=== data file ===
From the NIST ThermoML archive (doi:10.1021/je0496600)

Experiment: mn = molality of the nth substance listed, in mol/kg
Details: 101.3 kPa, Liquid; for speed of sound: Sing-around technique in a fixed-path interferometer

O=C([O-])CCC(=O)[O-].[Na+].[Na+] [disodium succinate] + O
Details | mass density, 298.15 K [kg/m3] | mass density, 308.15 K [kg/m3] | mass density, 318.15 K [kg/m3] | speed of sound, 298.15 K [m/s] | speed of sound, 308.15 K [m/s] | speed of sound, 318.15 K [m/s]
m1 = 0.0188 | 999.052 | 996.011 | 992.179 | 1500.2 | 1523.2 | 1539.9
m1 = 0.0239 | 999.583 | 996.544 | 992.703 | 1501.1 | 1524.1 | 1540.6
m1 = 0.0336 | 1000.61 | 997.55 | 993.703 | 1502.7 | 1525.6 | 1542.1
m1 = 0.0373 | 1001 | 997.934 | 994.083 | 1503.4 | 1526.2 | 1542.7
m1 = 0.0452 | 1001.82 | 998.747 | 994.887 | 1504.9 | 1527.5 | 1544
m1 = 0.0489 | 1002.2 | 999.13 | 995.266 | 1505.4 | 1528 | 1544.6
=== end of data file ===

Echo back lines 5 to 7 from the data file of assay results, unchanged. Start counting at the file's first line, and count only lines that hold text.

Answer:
Details | mass density, 298.15 K [kg/m3] | mass density, 308.15 K [kg/m3] | mass density, 318.15 K [kg/m3] | speed of sound, 298.15 K [m/s] | speed of sound, 308.15 K [m/s] | speed of sound, 318.15 K [m/s]
m1 = 0.0188 | 999.052 | 996.011 | 992.179 | 1500.2 | 1523.2 | 1539.9
m1 = 0.0239 | 999.583 | 996.544 | 992.703 | 1501.1 | 1524.1 | 1540.6